Saigon has been changing at a rapid pace for years now, thanks to Vietnam's explosive economic growth that began towards the end of the 1990's. As soon as I arrived in the fall of 2010 I could tell this was a city on the move, and in the time I've been here the 68-floor Bitexco Financial Tower has opened, the Thu Thiem Tunnel has been completed, and countless old buildings have been torn down to make way for shopping malls, condo towers and office buildings.
These past few weeks, though, it seems that this pace has picked up even more steam. This is a little odd because it is universally accepted that the property market (especially in terms of residential buildings) is frozen thanks to lack of capital and high interest rates. A number of big projects sit idle and it is unclear when things will improve.
These financial issues seem to be having less of an impact on smaller projects though, and in my neighborhood there has been an awful lot of change going on. Businesses come and go on a seemingly weekly basis and anytime I walk around there is the constant noise of construction, renovation or demolition. Nearly every time I drive somewhere I discover yet another building being torn down.
Below is a picture of the former movie theater down the alley from my house. It was being renovated when a fire broke out and gutted the interior. It has since been demolished, and as I sit at my desk I can still hear them jackhammering away at the remaining debris. Before this happened I could expect to see the theater's fading facade every time I walked out of that end of the alley, and now it is gone. I don't know if it will be replaced, or if something different will be put in.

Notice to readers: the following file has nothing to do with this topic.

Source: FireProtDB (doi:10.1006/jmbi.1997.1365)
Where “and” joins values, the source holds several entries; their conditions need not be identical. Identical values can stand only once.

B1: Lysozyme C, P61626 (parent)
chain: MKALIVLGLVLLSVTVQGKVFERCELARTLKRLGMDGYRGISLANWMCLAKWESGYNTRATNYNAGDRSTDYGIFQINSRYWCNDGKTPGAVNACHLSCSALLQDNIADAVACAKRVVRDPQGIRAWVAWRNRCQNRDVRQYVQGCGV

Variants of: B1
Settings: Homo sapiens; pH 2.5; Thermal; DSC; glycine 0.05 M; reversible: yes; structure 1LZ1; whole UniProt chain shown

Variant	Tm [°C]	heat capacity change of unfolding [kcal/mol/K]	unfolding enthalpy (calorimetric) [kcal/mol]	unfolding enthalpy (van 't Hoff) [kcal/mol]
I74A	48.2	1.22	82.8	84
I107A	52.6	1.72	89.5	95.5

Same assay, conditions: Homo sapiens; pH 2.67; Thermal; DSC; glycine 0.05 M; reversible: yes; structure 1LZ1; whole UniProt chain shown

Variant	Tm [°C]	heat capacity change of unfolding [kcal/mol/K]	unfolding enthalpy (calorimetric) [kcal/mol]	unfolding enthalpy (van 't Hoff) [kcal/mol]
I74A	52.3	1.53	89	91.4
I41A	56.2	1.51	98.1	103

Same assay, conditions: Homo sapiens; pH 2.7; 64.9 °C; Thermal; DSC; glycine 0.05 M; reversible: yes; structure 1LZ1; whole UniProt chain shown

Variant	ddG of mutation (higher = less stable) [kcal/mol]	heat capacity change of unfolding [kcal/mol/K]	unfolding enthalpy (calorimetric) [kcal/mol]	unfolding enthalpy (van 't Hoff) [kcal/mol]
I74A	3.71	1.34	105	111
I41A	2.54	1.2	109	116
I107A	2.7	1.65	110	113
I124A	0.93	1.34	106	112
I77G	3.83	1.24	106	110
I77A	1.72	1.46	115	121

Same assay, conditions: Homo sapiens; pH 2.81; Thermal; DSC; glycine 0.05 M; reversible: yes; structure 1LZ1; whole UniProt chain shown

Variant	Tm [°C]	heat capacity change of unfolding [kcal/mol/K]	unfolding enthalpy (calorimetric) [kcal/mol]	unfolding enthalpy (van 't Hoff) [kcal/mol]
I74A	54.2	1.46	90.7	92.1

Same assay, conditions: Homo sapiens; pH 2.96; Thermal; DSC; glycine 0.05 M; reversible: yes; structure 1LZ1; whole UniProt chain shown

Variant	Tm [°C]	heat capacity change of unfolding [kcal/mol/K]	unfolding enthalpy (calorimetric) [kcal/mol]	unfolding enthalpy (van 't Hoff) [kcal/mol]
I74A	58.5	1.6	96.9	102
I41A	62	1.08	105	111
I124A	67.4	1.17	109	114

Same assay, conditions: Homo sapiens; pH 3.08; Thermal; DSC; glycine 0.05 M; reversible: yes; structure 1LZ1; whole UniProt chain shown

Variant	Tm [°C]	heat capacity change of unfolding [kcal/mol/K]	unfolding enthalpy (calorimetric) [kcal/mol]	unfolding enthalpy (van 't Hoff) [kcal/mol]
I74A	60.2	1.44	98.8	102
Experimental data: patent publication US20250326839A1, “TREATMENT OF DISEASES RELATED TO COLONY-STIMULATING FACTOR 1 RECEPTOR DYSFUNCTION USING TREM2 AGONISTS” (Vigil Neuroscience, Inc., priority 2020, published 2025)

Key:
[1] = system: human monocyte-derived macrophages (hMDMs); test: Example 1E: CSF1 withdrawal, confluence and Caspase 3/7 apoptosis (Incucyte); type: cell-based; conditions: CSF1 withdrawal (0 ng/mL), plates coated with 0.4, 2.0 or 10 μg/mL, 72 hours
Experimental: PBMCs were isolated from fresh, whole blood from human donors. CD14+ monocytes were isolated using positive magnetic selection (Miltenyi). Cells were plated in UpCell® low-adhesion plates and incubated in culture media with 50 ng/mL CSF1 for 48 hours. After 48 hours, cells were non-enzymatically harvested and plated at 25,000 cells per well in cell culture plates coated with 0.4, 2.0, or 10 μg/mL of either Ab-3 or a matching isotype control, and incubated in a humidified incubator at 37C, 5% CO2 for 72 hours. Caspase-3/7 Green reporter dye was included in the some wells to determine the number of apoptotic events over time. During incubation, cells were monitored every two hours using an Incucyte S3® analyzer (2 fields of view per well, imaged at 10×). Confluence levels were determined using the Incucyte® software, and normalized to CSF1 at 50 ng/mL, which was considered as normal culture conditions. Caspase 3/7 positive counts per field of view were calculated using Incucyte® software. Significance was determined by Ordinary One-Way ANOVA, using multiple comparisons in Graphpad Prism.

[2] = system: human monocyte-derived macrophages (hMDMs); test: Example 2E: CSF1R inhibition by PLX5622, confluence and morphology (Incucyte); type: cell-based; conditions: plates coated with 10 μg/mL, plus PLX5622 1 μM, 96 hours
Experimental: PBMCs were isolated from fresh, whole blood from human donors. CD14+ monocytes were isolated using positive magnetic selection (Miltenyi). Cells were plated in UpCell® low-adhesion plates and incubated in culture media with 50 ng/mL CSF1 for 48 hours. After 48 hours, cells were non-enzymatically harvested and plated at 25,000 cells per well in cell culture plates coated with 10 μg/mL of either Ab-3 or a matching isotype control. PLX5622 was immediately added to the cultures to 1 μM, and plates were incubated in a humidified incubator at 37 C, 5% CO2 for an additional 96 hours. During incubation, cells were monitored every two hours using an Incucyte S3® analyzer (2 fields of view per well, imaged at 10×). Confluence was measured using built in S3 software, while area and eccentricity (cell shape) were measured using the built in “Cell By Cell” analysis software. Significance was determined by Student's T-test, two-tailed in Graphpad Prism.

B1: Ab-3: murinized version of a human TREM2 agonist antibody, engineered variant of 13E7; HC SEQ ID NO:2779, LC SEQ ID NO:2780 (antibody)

posts about cafes, which was possibly the quietest spot in a city full of LOUD NOISES - only to be replaced by the brash, noisy karaoke bars and garish clubs that young, moneyed Vietnamese people seem to favor. Yuk.
Whenever the economy returns to normal here and developers are able to spend freely again Saigon's ongoing transformation will reach an even higher gear. I've often wondered what this place will look like in 5-10 years, but now I can't even be sure of what it will look like at the end of this year. That is change you can believe in.